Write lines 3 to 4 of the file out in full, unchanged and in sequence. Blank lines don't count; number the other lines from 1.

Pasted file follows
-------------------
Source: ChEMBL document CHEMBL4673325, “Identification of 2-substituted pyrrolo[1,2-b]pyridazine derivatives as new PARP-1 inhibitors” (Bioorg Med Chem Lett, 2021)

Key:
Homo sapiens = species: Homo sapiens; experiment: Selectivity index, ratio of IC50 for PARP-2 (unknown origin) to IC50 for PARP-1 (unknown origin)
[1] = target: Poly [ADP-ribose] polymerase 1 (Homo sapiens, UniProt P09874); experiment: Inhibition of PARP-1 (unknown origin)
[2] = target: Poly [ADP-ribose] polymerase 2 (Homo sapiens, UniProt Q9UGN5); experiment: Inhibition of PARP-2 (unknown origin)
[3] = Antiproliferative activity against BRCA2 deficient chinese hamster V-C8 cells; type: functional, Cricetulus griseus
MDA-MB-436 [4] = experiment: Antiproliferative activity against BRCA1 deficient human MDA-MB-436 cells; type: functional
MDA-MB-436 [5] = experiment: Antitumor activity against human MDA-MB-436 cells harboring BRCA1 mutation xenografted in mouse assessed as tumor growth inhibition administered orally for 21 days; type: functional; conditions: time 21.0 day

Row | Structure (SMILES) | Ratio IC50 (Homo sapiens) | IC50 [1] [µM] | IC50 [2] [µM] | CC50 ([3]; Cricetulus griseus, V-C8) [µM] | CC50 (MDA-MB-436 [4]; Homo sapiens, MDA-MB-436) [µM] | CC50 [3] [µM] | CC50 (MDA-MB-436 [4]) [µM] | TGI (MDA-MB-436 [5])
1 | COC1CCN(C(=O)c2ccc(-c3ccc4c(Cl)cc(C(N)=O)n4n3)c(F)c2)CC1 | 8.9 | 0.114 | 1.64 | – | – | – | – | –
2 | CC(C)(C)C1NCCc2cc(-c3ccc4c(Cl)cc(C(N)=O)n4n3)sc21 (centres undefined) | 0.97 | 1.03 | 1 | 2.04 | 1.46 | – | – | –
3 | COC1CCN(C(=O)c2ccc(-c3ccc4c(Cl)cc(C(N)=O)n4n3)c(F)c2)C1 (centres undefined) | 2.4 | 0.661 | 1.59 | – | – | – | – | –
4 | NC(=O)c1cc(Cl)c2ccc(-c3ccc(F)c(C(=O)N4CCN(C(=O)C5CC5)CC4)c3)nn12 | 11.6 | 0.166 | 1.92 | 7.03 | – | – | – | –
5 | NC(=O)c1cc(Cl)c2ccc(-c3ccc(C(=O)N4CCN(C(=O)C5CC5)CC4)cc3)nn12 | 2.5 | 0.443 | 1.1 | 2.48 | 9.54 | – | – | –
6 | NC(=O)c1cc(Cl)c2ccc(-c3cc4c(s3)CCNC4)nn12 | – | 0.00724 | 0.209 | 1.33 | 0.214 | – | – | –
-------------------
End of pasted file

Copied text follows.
Homo sapiens = species: Homo sapiens; experiment: Selectivity index, ratio of IC50 for PARP-2 (unknown origin) to IC50 for PARP-1 (unknown origin)
[1] = target: Poly [ADP-ribose] polymerase 1 (Homo sapiens, UniProt P09874); experiment: Inhibition of PARP-1 (unknown origin)